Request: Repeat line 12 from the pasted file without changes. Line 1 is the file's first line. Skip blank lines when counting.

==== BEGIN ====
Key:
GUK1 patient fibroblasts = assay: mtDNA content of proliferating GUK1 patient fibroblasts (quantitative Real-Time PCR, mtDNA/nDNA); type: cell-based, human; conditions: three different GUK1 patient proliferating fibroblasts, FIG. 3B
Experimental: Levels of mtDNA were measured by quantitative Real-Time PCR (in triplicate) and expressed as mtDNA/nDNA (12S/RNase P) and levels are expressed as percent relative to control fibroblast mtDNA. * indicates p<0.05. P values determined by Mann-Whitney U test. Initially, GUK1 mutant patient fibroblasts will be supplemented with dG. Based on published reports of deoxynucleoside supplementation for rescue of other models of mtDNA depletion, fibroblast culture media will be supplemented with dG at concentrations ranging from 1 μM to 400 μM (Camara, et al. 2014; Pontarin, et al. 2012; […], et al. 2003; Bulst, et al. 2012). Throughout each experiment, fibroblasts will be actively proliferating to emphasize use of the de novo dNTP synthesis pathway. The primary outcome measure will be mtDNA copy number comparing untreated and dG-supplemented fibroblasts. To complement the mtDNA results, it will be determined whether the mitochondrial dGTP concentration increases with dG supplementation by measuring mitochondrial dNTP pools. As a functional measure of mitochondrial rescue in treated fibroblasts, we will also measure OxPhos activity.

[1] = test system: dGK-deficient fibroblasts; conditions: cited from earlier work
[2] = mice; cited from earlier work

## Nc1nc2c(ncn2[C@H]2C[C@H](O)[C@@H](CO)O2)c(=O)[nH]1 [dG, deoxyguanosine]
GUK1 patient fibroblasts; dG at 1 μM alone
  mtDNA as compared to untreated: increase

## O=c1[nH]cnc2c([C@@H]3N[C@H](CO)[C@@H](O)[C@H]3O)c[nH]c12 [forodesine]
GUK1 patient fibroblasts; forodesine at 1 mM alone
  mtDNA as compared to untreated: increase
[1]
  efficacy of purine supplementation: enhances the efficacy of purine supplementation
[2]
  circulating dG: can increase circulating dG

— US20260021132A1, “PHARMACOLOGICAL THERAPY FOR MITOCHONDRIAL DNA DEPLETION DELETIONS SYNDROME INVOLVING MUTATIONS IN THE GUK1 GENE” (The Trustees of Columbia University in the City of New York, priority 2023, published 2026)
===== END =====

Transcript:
[1]